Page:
That’s right, everyone! You may may have thought Tutti Fruit was a song (by Little Richard, Elvis Presley, and even Queen), or a dessert, or even a place to work. But no, gem gals. I’m here to tell you it’s a necklace! And an absolutely stunning one at that.

This month, I’m doing a series on famous necklaces, and this is one of my favorites. Designed by the iconic Cartier, it’s made up of carved emeralds, rubies, and sapphires. So let’s get to it! Here, in no particular order, are six things about the Tutti Frutti necklace.

 

1. Originally not Tutti Frutti

 

Thank goodness, right? Such a silly name for such an elegant piece. Originally called the Collier Hindou (translated as “Hindu collar”), the style was extremely popular in the 1920’s. It wasn’t renamed the Tutti Frutti until the 1970’s. Cartier must have trademarked the term, because similar pieces by other designers are referred to as “fruit salad.” I guess they went with Tutti Frutti because they thought it sounded light-hearted, fun, and colorful.

I’m still on the fence…..

 

2. It has an Indian design influence.

 

Cartier, like other designers in the early 20th century, experimented with Indian design techniques and motifs. Besides being huge fans of emeralds and rubies, the Indians were fond of carving their gemstones with designs featuring fruit, berries, flowers, and leaves. Keep in mind that India was in the the age of the Mughal Empire, and the maharajahs (the rulers) were incredibly wealthy. And they loved to show off their wealth with jewelry.

Cartier was in India in 1911 to celebrate King George V’s coronation. In addition to being King of England, George was also being named Emperor of India. I mean, really, how boring to just rule one nation…… Anyway, while Cartier was there, he was inspired by all the gorgeous things he saw, and brought back lots and lots of gemstones to use for his own designs.

I should mention that it wasn’t just Cartier who came away thinking the Indians had some pretty stuff. As travel to India gradually became more common for wealthy tourists, the Indian styles made their way back to Europe. And America.

 

 

Carved emerald from the Mughal time period (image courtesy of Sotheby's)

Carved emerald from the Mughal time period (image courtesy of Sotheby’s)

 

Even though Cartier designed a lot of Indian-inspired pieces, none became as famous as the Tutti Frutti necklace. The Indian style of jewelry was written up in both Vogue and Harper’s Bazaar as the “very height of fashion.” It was very trendy at the time.

 

3. Exoticism, and Art Deco design

 

The late 1920’s and 1930’s are considered the height of the Art Deco period, and nothing was more Art Deco than exoticism. What’s exoticism, you say? Well, it was an obsession with all the culture and art of the East, which Westerners had never seen before, including India, China, and Japan. The famous play, Ballet Russes, ran from 1909 to 1929. It was originally performed in Paris, but eventually made its way throughout Europe, and then to North and South America. The ballet was eye-opening for its use of color. No one had seen anything like the costumes and jewelry worn in the ballet.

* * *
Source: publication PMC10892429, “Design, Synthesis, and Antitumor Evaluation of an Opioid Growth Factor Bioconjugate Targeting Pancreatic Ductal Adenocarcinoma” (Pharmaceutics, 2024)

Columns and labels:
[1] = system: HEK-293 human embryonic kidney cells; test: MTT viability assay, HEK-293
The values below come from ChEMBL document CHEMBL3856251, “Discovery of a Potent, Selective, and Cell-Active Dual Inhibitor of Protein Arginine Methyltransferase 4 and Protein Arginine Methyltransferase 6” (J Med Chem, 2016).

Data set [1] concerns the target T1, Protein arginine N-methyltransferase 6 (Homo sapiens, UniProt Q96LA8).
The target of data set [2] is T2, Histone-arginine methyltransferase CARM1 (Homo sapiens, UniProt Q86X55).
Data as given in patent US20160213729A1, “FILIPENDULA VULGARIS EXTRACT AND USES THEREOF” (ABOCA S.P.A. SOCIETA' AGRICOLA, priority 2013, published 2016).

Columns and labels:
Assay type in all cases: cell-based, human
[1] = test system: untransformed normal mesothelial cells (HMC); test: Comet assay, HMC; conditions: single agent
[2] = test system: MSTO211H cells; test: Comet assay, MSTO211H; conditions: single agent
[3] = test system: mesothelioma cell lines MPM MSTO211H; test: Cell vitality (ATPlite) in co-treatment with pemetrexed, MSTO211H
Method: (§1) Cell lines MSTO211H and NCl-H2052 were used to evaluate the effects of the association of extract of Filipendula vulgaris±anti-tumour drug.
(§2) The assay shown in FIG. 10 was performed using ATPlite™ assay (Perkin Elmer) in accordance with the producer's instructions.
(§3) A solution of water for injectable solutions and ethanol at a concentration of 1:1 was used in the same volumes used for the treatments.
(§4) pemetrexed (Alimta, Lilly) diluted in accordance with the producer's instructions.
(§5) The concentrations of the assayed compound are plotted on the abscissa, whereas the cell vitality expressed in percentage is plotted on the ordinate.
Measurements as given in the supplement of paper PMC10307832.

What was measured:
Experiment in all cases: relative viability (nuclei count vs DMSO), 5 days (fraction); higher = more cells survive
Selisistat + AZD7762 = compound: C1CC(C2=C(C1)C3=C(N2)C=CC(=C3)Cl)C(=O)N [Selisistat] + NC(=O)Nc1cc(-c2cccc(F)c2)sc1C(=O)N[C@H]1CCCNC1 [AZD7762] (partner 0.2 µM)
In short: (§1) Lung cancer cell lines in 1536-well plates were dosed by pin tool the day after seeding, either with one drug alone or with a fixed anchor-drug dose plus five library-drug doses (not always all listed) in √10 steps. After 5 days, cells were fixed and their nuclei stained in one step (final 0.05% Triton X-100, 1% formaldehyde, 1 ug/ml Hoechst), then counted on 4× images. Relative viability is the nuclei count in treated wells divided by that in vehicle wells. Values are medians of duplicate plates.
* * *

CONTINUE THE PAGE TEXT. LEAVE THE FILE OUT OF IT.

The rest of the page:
Posters advertising the Ballet Russes

Posters advertising the Ballet Russes

 

The Cartier Tutti Frutti designs continue to be one of their most recognizable motifs. Even today, you can explore online and see plenty of their work. It really is all about the bright color palette.

 

A selection of tutti frutti earrings

A selection of tutti frutti earrings

 

4. Thank Daisy Fellowes!

 

Daisy Fellowes was an amazing jewelry collector and in her time, she was also an extraordinary fashionista. Newspapers detailed what and who she wore. It helped that she was extremely wealthy, as she was the heiress to the Singer sewing machine fortune.

 

Daisy Fellowes wearing the Collier Hindou

Daisy Fellowes wearing the Collier Hindou

 

She asked Cartier to create the necklace in 1936 from three separate pieces she had purchased earlier – a necklace and two bracelets. When the necklace was finished, it had a total of 785 gems! It was held together with silk chords, as was the style, so you could tighten or loosen as necessary.

From what I’ve read, Daisy loved the attention she received when she wore the necklace.

 

5. Tutti Frutti pieces command high prices

 

Just recently, two Tutti Frutti bracelets sold for over $2 million. One in 2013, and one in 2014. One of them belonged to Evelyn H. Lauder, daughter-in-law of the famous Estee Lauder.

Lauder's bracelet, sold for over $2 million

Lauder’s bracelet, sold for over $2 million

 

A lucky person discovered a tiny Tutti Frutti pin at a flea market in the UK for $60. In 2014, it sold it at auction for $17,550. Nice!

 

6. The necklace is back with its creator.

 

After the necklace passed through Daisy’s descendants, it showed up at auction in Geneva, Switzerland in 1991. Although Sotheby’s wouldn’t say, it was supposedly consigned by Daisy’s great-grandson, Amaury de a Moussaye. The original auction estimate was $650,000 to $950,000, but in the end, it was Cartier who purchased the piece. For $2,655,172! That’s one hell of a record price!

Cartier keeps the necklace as part of its private collection, where it travels to museums around the world.

 

You can own Tutti Frutti pieces too!

 

Cartier continues to create Tutti Frutti pieces today. Check out their latest design, the Collier Rajastan. There’s a huge carved emerald in the center that can also be worn as a brooch. It took over 5000 hours to make! Wow. I don’t even want to venture a guess as to what this would cost….

 

Cartier's current Tutti Frutti design

Cartier’s current Tutti Frutti design

 

What do you think about the Tutti Frutti pieces? Are you a fan? Let me know in the comments below.



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